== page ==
This question was submtted by general dentist: Since Octenidine Hydrochloride seems better than Chlorhexidine, is it available and/or recommended as an oral rinse agent? Under what name can it be purchased?
Drs. Archie McNicol and Suham Alexander provided this quick initial response.
Antiseptic mouth rinses are used clinically to improve dental health and/or to prevent infections arising from oral pathogens. Antimicrobial mouth rinses target predominantly Streptococcus mutans.
Octenidine hydrochloride (Octenisept) belongs to a class of chemicals called bispyridinamines and was initially developed for use as a topical antimicrobial agent. It is capable of forming complexes and adhering to whole cells and chemical cell components and exerts high antimicrobial properties through non-cytotoxic complexes at the site of action. Octenidine hydrochloride is a broad spectrum antibiotic, effective against both Gram negative and Gram positive organisms, as well as certain fungi, including Candida albicans.
Early studies in vitro were consistent with octenidine hydrochloride having favourable bacteriocidal anti-plaque activity over chlorhexidine.
In clinical trials, Octenidine has proven effective in preventing plaque formation in humans over a 7-day period and in inhibiting plaque and gingivitis development when used as the sole means of oral hygiene for 21 days. Other studies have proven its efficacy in reducing S. mutans to levels which are statistically significant when used as a 0.1% mouth rinse solution. Finally, Octenidine was superior to both chlorhexidine and polyvinylpyrrolidone-iodine -I complex in reducing total viable oral bacteria, Lactobacillus species, and S. mutans in orthodontically-treated patients with fixed appliances. Octenidine is likely more effective with respect to antibacterial activity when compared to chlorhexidine due to its continuous release in the oral cavity.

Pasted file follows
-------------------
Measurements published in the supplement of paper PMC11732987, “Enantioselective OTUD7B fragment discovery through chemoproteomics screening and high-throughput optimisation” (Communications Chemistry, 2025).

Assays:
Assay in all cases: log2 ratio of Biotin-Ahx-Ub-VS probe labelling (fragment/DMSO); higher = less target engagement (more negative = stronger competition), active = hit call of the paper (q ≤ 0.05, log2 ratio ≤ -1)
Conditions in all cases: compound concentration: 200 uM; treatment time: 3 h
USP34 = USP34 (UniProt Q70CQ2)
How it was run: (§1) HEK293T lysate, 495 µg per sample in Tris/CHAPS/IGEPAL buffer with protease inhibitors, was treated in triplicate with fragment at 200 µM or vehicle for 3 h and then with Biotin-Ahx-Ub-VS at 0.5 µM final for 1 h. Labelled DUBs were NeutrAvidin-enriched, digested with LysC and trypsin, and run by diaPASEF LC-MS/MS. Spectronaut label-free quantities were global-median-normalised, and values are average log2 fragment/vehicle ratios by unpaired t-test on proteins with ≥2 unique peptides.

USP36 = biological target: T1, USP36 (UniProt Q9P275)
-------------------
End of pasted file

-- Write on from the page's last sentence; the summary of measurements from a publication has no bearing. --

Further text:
Although effective at significantly reducing plaque, gingivitis and bleeding sites, 0.1% Octenidine also led to significantly higher stain formation. Further, this staining took a longer time to resolve than a placebo group. Limiting factors in the use of 0.1% Octenidine in clinical studies have included an aftertaste and an objectionable extrinsic dental pain.
Regardless, Octenidine has been proposed as a potent alternative to chlorhexidine-based oral mouth wash preparations. It is available in Canada as a topical preparation as Octenisept.
- Beiswanger BB, Mallatt ME, Mau MS, Jackson RD, Hennon DK. (1990) The Clinical Effects of a Mouthrinse Containing 0.1% Octenidine. J Dent Res. 69:454-457.
- Dogan AA, Cetin ES, Hüssein E, Adiloglu AK. (2009) Angle Orthod.79:766-772.
- Kocak MM, Ozcan S, Kocak S, Topuz O, Erten H. (2009) Comparison of the Efficacy of Three Different Mouthrinse Solutions in Decreasing the Level of Streptococcus Mutans in Saliva. European Journal of Dentistry. January (3): 57-61.
- Patters MR et al. (1983) Inhibition of plaque formation in humans by octenidine mouthrinse. J. Peridontal Res 18: 212-19.
- Patters et al. (1986) Effects of octenidine mouthrinse on plaque formation and gingivitis in humans. J Peridontal Res 21: 154-62.
- Rohrer N, Widmer AF, Waltimo T, Kulik EM, Weiger R, Filipuzzi-Jenny E, Walter C. (2010) Infect Control Hosp Epidemiol. 31:733-739.
- Rupf S, Balkenhola M, Sahrhagea TO, Bauma A, Chromikb JN, Ruppertb K, Wissenbachc DK,. Maurerc HH, Hanniga M. (2012) Biofilm inhibition by an experimental dental resin composite containing octenidine dihydrochloridehi JOhbn. Dental Materials 28: 974-984.
- Sedlock DM, Bailey DM. (1986) Microbicidal activity of octenidine hydrochloride, a new alkanediylbis [pyridine] germicidal agent. Antimicrobial Agents and Chemotherapy 28: 786-790.
- Slee AM, O’Connor JR. (1983) In Vitro antiplaque activity of octenidine dihydrochloride (WIN 41464-2) against preformed plaques of selected oral plaque-forming microorganisms. Antimicrobial Agents and Chemotherapy 23: 379-38.